Measuring your mobile device footprint

A poll run during our webinar, Putting Employee-owned iPhones and iPads to Work, showed 45% of participants were running Exchange ActiveSync (EAS) at their company — the primary method being used to montor their device inventory. Companies that rely solely on EAS to monitor their device inventory are at risk of having devices connect to the network that they are unaware of, known as rogue devices.

MaaS360 offers a free tool, MaaS360® ActiveSync Reporting Tool, to measure your mobile footprint. This allows you to block new devices entering the environment. When you have this tool enabled, we advise you to first identify all the devices that are connected to your network, and have them enrolled with the MDM solution. Then you can block devices attempting to connect thereafter. By taking this course of action, you can review your data and decide who needs to be managed in accordance with your policy.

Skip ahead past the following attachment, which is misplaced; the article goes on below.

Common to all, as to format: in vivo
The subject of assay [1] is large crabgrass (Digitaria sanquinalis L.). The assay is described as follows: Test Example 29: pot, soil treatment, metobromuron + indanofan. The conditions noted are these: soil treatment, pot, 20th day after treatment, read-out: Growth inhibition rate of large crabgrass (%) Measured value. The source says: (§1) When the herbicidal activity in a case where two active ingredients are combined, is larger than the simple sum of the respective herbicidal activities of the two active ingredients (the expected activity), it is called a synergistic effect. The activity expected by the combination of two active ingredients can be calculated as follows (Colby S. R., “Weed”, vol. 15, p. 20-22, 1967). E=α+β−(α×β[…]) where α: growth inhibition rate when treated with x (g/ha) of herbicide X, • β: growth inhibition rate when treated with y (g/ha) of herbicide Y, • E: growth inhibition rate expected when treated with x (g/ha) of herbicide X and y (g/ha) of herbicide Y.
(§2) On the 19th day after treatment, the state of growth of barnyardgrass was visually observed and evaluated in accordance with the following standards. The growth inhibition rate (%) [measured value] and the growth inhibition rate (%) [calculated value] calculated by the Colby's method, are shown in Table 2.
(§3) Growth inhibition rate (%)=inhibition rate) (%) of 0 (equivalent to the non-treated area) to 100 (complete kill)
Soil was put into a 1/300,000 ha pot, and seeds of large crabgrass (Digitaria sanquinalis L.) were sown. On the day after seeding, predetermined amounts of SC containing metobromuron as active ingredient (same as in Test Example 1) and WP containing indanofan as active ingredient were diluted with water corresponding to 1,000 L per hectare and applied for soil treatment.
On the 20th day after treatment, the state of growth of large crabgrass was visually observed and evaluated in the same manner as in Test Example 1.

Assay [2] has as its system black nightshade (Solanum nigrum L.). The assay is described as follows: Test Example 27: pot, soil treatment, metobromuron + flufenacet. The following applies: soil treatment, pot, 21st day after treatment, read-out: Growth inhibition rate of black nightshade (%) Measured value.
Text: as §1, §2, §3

Knowing your mobile footprint will help you 1) identify who needs to be enrolled to the program and 2) clean up your old devices!


Simplify user enrollment - Configure Over the Air

Once you've identified the devices you'd like to enroll, make sure you have a simple and secure mobile enrollment process that configures the devices. During enrollment, send users a simple URL. Upon clicking the link, users should be prompted with steps they'll have to follow in order to enroll. Existing users should be advised to delete their Exchange ActiveSync accounts on devices so they can start off fresh with the MDM solution. Once enrolled, devices will be auto-configured with the security settings you've set in your policy. Some will restrict access to YouTube, iCloud, the camera feature, and other functions that are out of line with your corporate mobile and BYOD policies.


Provide self-service capabilities

Self-service capabilities aren't for everyone, but when made available, can make life much easier for your end-users and the IT team. These capabilities allow users to log-on to the end-user portal and access a list of their enrolled devices. From here, they can locate their device, lock it, reset its password, or wipe it. The end-user portal also allows them to see why they're out of compliance. Giving your end-users this capability takes the pressure off your IT team and reduces the number of inquiries that can be expected when users have their phones and tablets enrolled.